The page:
blog image

OMG Mobility

September 27, 20233 min read


"Playing the long game and working on your mobility for the long term!"

There's a distinct sound that radiates throughout the gym in the first few minutes of the warm-up..... it's the low groan of stiff shoulders and tight hips starting to mobilise and prepare for the workout! We've all been there, and felt that.

When it comes to mobility, there's two types that concern us with our training; muscle mobility and joint mobility.

Muscle Mobility refers to the range of motion and flexibility of the muscles themselves. It is the ability of a muscle or group of muscles to stretch and move freely through its full range of motion. Having good muscle mobility helps prevent muscle imbalances, reduces the risk of injury, and improves overall performance in various activities.

Joint Mobility, on the other hand, refers to the range of motion and flexibility of the joints. It is the ability of a joint to move freely and smoothly through its complete range of motion. Check out below 6 Mobility Exercises to try:


Muscle mobility is best for recovery, after your session.

Hip Flexor Stretch:

Kneel on one knee with the other foot in front at a 90-degree angle. Gently push your hips forward while keeping your back straight to stretch the hip flexors. This exercise improves hip mobility and helps with movements like squats and lunges.

Shoulder Dislocaters:

Hold a resistance band with a wide grip and raise it overhead. Slowly lower the band behind your back and return to the starting position. This exercise increases shoulder mobility and is beneficial for movements involving overhead pressing and pulling.

Pigeon Pose:

Start in a plank position, bring one knee forward and place it near the corresponding hand, with the other leg extended straight behind you. Lower your body down towards the floor to stretch the hip and glute muscles. This exercise enhances hip and glute mobility and can be beneficial for movements like pistols and running.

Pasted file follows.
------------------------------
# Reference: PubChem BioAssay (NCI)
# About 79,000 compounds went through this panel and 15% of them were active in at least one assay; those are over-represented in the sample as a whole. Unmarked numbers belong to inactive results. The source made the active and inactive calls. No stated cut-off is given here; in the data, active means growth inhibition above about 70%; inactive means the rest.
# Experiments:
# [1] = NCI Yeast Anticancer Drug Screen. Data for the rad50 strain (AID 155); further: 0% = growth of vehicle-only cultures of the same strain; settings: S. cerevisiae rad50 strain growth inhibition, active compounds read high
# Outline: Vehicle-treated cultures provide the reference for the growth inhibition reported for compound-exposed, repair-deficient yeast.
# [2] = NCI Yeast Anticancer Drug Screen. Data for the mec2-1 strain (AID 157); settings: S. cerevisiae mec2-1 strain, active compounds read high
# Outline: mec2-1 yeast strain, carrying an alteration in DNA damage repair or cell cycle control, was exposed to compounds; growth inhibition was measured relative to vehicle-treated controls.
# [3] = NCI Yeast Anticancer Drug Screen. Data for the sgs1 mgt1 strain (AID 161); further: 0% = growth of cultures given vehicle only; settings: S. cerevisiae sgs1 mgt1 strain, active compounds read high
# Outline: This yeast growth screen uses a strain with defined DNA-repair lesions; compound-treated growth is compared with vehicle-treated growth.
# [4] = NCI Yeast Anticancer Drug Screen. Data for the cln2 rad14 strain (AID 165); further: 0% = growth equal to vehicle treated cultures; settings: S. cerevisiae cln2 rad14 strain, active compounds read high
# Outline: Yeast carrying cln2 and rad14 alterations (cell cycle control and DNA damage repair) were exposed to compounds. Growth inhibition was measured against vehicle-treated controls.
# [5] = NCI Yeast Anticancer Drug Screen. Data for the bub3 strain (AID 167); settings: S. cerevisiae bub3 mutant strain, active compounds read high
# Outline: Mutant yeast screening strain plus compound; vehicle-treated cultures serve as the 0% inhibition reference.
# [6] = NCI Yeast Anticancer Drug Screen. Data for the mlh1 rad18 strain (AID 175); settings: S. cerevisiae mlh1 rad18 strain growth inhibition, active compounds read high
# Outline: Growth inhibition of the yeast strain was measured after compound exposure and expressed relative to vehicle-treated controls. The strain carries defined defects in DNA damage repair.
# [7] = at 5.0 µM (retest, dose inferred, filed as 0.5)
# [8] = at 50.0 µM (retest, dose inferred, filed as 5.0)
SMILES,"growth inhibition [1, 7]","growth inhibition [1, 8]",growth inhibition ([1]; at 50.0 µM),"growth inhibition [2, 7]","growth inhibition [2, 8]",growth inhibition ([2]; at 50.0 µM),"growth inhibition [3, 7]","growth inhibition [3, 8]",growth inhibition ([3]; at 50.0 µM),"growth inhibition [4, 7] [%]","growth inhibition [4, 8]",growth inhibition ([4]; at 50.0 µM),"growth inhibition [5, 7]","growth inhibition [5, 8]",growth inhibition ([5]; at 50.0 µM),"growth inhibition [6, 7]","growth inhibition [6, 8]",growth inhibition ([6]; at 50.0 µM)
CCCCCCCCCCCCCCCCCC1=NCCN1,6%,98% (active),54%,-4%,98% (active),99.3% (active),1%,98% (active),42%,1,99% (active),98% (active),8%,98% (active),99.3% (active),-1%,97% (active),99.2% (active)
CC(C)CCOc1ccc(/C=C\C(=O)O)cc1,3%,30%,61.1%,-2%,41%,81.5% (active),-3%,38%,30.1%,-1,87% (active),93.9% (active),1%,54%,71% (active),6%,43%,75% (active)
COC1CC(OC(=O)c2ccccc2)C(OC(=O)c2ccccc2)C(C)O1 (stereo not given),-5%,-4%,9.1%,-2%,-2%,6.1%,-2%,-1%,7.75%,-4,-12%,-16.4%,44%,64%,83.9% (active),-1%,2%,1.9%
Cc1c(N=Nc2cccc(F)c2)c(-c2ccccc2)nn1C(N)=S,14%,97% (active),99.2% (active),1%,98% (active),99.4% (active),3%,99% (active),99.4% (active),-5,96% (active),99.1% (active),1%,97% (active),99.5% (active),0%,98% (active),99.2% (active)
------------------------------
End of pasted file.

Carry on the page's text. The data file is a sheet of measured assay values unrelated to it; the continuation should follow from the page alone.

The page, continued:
Joint Mobility is best completed before undertaking exercise or strength training.

Cat-Cow Stretch:

This exercise improves thoracic spine mobility and flexibility, benefiting movements involving rotation and overhead mobility.

Start on all fours with your hands directly under your shoulders and knees under your hips. Inhale as you arch your back, lifting your head and tailbone (Cow position). Exhale as you round your back, tucking your chin and tailbone (Cat position). Move smoothly between these two positions, focusing on mobilizing your upper back.


Kneeling wrist leans:

On hands and knees, the arms should remain straight and the hands fully flat on the floor. Gently lean into each direction until you feel a stretch through the wrist and forearm. If your arms are bending, bring your hands closer to your knees.

Weighted Ankle mobility:

Using a KB or weight place, place foot flat on the floor (leg A), and kneel on the other leg (leg B). Place weight on top of Leg A knee and push that knee forward over the toes whilst trying to keep the foot flat on the floor. This is a great mobility exercise to do before squatting!

"MOBILITY TIP: Hold or mobilise in each pose for at least 60 seconds, if not longer. The more time you spend mobilising, the more flexibility success you will see."


Unit 8/1 Commence Place, Burpengary | 0400 072 132 |

Back to Blog